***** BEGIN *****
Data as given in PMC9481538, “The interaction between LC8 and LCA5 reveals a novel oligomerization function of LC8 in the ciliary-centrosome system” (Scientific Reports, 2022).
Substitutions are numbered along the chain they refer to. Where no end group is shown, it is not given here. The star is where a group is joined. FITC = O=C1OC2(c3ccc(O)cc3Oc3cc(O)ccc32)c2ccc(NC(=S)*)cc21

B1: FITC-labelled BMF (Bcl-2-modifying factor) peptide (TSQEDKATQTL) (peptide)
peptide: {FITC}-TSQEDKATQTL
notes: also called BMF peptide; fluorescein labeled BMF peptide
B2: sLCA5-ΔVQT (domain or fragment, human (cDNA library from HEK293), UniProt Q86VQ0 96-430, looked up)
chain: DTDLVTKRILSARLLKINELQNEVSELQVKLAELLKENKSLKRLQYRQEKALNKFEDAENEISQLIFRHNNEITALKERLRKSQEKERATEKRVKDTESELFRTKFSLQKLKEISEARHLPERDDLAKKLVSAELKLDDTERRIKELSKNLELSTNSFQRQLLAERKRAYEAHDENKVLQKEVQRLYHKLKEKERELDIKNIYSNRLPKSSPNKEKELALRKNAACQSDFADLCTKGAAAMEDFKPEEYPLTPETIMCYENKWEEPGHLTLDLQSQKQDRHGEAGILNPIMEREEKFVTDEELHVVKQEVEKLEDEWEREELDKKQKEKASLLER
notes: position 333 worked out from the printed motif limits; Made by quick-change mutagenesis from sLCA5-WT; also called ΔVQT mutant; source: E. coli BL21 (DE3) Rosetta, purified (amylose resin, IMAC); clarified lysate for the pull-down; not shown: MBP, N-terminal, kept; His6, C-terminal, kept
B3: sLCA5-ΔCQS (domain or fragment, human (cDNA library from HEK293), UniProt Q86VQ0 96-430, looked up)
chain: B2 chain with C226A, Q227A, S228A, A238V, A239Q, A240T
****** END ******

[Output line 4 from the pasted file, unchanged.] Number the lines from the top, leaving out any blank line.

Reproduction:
peptide: {FITC}-TSQEDKATQTL